>> In any case, as this may be a choice between shipping stable and
>> up-to-date packages, and as I am new to contributing to Guix, I found
>> fitting to ask.
>> Thanks in advance!
>> Nathan
> I am wondering about guaranteeing generic behaviour by
> guaranteeing program source and toolchain source hash
> equivalences vs ignoring sources and guaranteeing end
> results by testing results.

It seems to me that you are talking about my email regarding using
hashing in Scheme refactoring, right?
This one:

I will assume this is the case, even though I we can actually simply
talk about what you wrote.

First thoughts: I think that what we really want to guarantee is
"correctness", and that both hashes or tests are mere proxies for this.

I see them as useful in distinct moments of package development.

For example, lets say that I want to partially upgrade TeXLive (which I
am already convinced is not a good idea, TBH, but serves as an
To be able to do so, I may think that I want to refactor some function
to pinpoint the version I will download.
I can then make a single commit which updates the signature and all the
call sites of the function.
I can then actually upgrade the package I care about in a second commit,
and do some "proper testing" in it, like producing some pdf with latex.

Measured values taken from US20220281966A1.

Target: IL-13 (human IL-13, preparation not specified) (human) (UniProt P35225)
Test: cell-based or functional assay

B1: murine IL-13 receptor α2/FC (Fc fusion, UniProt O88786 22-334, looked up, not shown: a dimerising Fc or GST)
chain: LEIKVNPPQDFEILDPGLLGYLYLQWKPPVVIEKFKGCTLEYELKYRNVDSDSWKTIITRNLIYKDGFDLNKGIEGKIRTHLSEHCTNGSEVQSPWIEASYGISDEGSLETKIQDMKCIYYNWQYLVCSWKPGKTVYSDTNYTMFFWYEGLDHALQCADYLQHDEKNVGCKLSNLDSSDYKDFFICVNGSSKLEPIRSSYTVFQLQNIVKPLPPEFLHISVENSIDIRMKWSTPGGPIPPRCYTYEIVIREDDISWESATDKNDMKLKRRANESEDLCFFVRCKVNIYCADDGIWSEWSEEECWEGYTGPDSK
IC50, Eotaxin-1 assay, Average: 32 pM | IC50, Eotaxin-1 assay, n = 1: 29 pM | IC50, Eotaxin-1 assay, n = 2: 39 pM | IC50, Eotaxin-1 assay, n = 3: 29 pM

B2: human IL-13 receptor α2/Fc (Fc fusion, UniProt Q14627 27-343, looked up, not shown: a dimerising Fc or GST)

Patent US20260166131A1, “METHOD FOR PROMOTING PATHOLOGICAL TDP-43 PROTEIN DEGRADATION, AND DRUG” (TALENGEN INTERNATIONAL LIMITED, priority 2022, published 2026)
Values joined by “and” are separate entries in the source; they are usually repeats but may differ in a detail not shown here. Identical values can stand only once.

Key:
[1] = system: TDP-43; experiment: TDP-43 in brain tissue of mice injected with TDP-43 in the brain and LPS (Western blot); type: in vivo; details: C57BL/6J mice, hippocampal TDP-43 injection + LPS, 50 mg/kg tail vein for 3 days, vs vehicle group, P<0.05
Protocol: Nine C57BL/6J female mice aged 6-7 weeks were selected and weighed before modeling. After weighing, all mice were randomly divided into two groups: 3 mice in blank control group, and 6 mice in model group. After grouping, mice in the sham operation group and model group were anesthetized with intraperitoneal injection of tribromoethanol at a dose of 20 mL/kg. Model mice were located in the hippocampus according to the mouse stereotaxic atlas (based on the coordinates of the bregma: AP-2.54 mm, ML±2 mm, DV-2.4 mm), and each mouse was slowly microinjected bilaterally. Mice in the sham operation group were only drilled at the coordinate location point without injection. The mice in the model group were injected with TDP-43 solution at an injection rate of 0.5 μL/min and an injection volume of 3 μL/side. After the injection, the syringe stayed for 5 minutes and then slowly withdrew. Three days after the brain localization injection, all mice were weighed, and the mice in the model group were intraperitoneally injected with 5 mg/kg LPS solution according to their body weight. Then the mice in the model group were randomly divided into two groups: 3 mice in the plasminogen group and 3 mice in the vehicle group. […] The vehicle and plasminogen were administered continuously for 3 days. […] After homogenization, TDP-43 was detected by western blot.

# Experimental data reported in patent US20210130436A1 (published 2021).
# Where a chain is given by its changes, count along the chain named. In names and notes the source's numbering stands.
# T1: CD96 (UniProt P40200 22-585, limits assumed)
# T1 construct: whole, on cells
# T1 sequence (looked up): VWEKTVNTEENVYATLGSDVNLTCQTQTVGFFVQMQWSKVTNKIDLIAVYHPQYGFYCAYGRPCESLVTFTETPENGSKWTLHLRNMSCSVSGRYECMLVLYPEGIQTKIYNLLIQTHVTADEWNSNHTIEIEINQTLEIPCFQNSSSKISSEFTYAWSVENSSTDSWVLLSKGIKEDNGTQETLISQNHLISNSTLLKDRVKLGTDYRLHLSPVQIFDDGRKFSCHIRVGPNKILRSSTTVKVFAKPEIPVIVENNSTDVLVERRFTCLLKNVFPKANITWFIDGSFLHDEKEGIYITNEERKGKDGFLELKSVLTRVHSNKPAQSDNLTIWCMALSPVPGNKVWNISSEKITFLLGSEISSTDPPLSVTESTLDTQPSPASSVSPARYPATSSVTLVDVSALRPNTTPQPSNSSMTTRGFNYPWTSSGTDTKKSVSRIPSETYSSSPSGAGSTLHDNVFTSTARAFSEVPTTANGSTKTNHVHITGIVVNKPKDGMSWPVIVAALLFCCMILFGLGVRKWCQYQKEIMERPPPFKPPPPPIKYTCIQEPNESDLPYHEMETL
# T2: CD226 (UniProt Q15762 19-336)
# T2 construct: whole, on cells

My interest in checking hashes in the first commit is to get some
confidence that this step, which may change hundred of places, did not
introduce a new bug, so I can focus any debugging on the hopefully more
local change made in the second commit.

> I.e., if you want to print the sum of x and y passed as
> strings to a program, output as a string to stdout, it
> doesn't matter (other than optimization and debuggability)
> what language the program was written in, so long as it was
> compiled into a form that execve and co can launch and the
> end result is the same.
> As part of testing, maybe strace could be used to generate
> some kind of canonical kernel transaction trace that could
> be used to compare behaviours for equivalency of executing
> different-language programs?
> This would be a radical change in the approach to
> reproducibility, maybe dynamically selecting from a
> whitelist of trusted/tested substitutable executables with
> hash names in /gnu but not necessarily (though not
> excluding) binaries produced with guix source guarantees.
> Seems like guix is turing-complete enough to provide this
> kind of substitutable foreign functions already, so might
> this be a way to avoid mass recompilations?
> Or is this already available, but not so much used?
> I am not sure where to contibute thoughts like these, where
> they would be of interest rather than distracting. (Pls
> excuse the noise, if that's what this is to you).

I am not sure I follow, although I do not regard this as noise.

You are saying that one could use strace as a check that some program
behaves the same as it did before, similar to the use that I suggested
for hashing, right?

I do not understand how this would be used, and how this avoids mass
I mean, to have binaries to inspect with strace I must build the code
anyway, right?
Am I missing something?

> -- 
> Regards,
> Bengt Richter